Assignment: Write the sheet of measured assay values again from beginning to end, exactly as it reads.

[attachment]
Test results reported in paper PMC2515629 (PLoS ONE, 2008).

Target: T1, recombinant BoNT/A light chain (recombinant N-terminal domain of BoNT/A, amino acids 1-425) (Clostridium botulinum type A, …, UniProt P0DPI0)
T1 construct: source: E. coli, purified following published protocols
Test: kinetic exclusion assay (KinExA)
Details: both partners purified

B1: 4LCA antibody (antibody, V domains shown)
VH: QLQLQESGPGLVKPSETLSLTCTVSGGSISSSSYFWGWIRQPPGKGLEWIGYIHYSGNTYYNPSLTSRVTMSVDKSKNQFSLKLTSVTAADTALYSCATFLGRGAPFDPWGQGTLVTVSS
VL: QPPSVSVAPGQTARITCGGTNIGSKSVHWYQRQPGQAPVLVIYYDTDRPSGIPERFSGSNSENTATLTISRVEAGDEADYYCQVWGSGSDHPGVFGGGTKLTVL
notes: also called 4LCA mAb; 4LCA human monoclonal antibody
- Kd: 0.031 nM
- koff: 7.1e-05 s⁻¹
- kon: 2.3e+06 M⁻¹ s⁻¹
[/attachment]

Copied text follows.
Test results reported in paper PMC2515629 (PLoS ONE, 2008).

Target: T1, recombinant BoNT/A light chain (recombinant N-terminal domain of BoNT/A, amino acids 1-425) (Clostridium botulinum type A, …, UniProt P0DPI0)
T1 construct: source: E. coli, purified following published protocols
Test: kinetic exclusion assay (KinExA)
Details: both partners purified

B1: 4LCA antibody (antibody, V domains shown)
VH: QLQLQESGPGLVKPSETLSLTCTVSGGSISSSSYFWGWIRQPPGKGLEWIGYIHYSGNTYYNPSLTSRVTMSVDKSKNQFSLKLTSVTAADTALYSCATFLGRGAPFDPWGQGTLVTVSS
VL: QPPSVSVAPGQTARITCGGTNIGSKSVHWYQRQPGQAPVLVIYYDTDRPSGIPERFSGSNSENTATLTISRVEAGDEADYYCQVWGSGSDHPGVFGGGTKLTVL
notes: also called 4LCA mAb; 4LCA human monoclonal antibody
- Kd: 0.031 nM
- koff: 7.1e-05 s⁻¹
- kon: 2.3e+06 M⁻¹ s⁻¹